This is actually a rather new addition to the Nikka lineup having only been launched in January 2014.
My particular sample is a NAS bottling at 45%. There is precious little information on it’s maturation or it’s age. But if I was to hazard a guess I would peg it any where between 6-8 years in bourbon casks.
Nose: Bourbon like. Chocolate. Leather. Honey. Maple syrup. Marzipan. Ripe bananas. Stewed apples. Raisins. Figs. Fruit cake. Almonds. Cinnamon. A very sweet nose almost dripping with thick brown sugar and molasses.
Palate: Apples. Black pepper. Fruit cake. Tobacco leaf. Creme caramel. Toffee. Madeira cake. Cinnamon. Coffee beans. Very smooth delivery but which feels a touch under-powered. I would have liked a little zing but it stays soft.
Finish: Long. Oily. Tobacco lead. Cinnamon dust. Mild chocolate.
I think by running 100% malted barley in Coffey stills Nikka have come up with quite a unique flavor profile. The strong tobacco leaf and apple combination is quite nice. I’ll be trying the Nikka Coffey Grain (made from corn) next for a little head-to-head comparison.
Till then I’m quite happy to nurse this one for a while.
Distillery/Brand: Suntory Yamazaki | Region: Japan | ABV: 43% | Color: Sunlight
Nose: 22 | Taste: 22 | Finish: 21 | Balance: 22 | Rating: 87
Yamazaki is a powerhouse of a distillery. Competing alongside Nikka for my affections it is routinely churning out brilliant expressions. The 12 and the 18 – both having secured cult status. The 25 that I have sitting on my shelf which I am saving for the most momentous of occasions.
Then there are the Hakushus coming out from the same gates. Saltier and more maritime in nature and equally good.
But what I love most is the air of intrigue and minimalistic sophistication Japanese whiskies bring with them. There is nothing which is too much or unnecessary. Nothing is loud or overbearing. Instead there is a controlled elegance to everything they represent.
While the Yamazaki Distillers Reserve may not be the best Yamazaki I have tasted it is quite decent in it’s own right.
Expertly blended by Shinji Fukuyo, the fourth Chief Blender of Yamazaki, the Distillers Reserve is a mix of three unique casks; Wine, Sherry & Mizunara. And there seems to be something from each in the final spirit.
Nose: Malty. Butterscotch. Pepper. Dry fruit. Sugar frosting. A ton of pineapple. Jack fruit and papaya. All the tropical fruits in the world. The wine comes through in a fruity chardonnay with a hint of oak. Decently accomplished if not magnificent.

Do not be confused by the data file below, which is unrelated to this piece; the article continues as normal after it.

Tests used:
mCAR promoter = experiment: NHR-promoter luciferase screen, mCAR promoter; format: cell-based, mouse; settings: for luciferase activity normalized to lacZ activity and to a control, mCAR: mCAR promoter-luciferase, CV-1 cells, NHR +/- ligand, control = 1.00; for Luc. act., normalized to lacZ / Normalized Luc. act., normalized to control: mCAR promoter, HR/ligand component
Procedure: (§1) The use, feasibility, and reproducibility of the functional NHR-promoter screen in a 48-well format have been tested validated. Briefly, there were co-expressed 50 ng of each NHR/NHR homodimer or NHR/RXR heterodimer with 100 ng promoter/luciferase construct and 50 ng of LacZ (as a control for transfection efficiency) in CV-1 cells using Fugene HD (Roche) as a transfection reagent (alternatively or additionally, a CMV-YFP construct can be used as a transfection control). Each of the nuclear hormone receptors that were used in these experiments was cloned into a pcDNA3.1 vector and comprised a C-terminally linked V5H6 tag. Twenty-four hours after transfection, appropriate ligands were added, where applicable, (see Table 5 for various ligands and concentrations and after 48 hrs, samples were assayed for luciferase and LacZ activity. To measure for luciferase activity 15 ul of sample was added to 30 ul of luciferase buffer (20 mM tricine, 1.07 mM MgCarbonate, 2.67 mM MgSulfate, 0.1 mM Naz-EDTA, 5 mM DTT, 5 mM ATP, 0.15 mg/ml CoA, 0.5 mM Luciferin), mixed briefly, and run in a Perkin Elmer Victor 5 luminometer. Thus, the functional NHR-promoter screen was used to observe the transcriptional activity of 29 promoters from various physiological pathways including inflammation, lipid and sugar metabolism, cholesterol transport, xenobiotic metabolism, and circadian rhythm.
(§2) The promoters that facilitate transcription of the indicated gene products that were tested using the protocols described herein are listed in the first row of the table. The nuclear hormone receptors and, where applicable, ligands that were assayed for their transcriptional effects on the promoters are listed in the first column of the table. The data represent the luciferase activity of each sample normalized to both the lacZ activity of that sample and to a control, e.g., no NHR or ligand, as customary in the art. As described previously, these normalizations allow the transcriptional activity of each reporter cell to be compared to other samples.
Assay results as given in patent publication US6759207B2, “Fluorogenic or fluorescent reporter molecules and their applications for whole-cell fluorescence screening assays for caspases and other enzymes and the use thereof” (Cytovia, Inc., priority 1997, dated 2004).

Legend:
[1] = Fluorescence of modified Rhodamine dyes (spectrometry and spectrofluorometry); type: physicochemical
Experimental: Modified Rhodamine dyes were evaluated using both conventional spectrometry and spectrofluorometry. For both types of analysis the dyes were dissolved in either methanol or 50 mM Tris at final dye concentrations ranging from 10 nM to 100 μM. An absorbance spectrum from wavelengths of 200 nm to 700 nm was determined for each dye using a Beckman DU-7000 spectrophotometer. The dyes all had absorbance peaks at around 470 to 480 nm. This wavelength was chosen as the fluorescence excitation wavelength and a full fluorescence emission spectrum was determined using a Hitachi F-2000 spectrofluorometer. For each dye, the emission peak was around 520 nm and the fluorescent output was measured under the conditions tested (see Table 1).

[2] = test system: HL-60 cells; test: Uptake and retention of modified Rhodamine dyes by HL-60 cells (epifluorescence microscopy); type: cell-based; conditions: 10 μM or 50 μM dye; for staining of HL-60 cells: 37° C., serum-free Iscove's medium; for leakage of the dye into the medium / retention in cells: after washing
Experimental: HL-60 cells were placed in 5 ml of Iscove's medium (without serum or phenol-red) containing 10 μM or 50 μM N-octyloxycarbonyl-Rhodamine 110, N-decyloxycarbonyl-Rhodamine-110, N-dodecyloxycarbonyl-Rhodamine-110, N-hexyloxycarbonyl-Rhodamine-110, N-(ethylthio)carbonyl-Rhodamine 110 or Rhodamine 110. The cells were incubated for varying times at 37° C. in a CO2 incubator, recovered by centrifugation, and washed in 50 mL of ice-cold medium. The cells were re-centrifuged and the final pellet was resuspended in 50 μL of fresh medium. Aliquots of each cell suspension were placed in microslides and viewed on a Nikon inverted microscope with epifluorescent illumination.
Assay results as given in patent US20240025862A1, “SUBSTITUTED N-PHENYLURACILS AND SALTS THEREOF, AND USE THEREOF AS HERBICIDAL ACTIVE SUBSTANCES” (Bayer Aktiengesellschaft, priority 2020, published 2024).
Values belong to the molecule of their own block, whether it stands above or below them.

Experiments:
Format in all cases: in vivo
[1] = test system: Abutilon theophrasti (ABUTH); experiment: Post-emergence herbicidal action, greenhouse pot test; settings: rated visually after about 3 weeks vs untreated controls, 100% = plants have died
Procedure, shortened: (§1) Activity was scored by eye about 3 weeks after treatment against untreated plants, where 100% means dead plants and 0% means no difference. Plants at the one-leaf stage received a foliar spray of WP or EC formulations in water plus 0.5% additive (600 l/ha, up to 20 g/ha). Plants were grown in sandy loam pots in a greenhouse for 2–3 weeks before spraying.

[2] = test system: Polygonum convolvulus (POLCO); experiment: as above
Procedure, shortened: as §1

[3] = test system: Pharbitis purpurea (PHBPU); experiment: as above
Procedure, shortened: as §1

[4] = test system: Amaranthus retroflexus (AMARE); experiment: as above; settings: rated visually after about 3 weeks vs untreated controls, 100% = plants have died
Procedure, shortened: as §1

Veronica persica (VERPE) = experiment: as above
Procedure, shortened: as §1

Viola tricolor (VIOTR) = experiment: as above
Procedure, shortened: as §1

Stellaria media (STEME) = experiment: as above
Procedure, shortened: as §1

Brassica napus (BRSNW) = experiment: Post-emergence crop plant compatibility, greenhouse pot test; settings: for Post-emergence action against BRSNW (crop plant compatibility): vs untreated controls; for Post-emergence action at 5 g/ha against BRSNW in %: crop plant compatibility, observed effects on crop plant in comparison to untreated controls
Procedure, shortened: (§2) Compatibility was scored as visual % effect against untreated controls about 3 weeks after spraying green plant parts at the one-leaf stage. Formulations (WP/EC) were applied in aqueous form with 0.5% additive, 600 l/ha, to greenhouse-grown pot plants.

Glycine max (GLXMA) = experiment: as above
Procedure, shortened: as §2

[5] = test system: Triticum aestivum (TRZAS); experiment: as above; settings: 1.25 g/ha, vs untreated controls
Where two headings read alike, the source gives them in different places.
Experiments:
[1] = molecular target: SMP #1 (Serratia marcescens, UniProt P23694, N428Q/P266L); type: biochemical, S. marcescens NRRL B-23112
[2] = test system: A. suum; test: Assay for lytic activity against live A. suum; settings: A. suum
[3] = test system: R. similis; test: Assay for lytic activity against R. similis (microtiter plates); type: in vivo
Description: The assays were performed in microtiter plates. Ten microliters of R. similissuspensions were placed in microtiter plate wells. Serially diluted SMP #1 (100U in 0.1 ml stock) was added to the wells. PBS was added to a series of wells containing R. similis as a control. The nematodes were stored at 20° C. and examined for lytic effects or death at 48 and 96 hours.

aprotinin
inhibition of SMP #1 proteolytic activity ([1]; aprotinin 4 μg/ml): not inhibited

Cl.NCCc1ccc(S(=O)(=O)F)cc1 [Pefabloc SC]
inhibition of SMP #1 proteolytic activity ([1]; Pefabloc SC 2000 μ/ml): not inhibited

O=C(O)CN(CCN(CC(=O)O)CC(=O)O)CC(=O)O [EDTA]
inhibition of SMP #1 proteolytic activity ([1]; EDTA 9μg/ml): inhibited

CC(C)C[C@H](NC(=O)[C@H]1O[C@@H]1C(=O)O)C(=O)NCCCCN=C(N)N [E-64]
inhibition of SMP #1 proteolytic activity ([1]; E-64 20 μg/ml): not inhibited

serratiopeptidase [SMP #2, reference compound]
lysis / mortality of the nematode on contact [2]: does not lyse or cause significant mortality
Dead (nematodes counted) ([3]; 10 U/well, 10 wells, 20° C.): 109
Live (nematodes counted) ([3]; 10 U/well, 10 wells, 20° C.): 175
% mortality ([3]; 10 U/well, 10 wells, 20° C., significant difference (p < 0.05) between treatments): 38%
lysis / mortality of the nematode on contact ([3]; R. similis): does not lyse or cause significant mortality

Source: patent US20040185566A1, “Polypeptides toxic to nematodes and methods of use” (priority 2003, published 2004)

Palate: Very thin. Apples. Light honey. Mid-palate it becomes fruitier. It’s the same tropical suspects. Bananas with the faintest of mangoes. Hints of oak. I think it’s trying to be a Speysider but not really doing a good enough job of it.
Finish: Medium with a touch of spice. My least favorite part.
Look, I keep saying this one is far from magnificent but that doesn’t mean it doesn’t deserve a pour.
Colour: Young Sauternes
I must be honest. I have a soft spot for anything that comes out of the Land of the Rising Sun. I love the assertive flavors but more than that I simply love the way they package their spirits. There is a graphic design case study in each bottle.
This particular Chichibu is a 2009 vintage bottled in 2013 making it barely legal (sorry, couldn’t resist!). It’s been nurtured in the Japanese version of the Quarter Cask to accelerate the maturation process. This quarter cask is known as the Chibidaru. Unlike the Scottish QC which has less staves this one actually has the staves shortened and re-purposed.
Brought out at a tasting for my whisky club it was a hit or miss expression with some of the members loving it and some not overly impressed. I was not overly impressed.
Nose: Lots of tropical fruits. Papaya. Mango. Overripe papaya. Overripe mango. Like taking all the fruits together and mulching them in a wooden bowl. And then sprayed with a buttery biscuit maltiness to create an almost humid environment. It’s not bad, mind you.
(A glass was left for over an hour to breathe and these are the collective nosing notes of the society members for that experiment: jaggery, Christmas cake, nutmeg, almonds, butterscotch, cinnamon, cardamom, peach and star anise. It actually became quite intense.)
Palate: I found it a little weird. Something not quite right about it. Very overripe papaya which I don’t mind terribly but I draw the line at stale coconut oil. It is my least favorite flavor and it came through quite strongly. There are also dark red fruits with a black pepper sprinkle but the oily coconut is too distracting for me.
Finish: Medium with a black pepper spiciness.
With so many members liking this expression I think I will re-visit it and try and eke out the positives. Till then I will choose to remain unimpressed.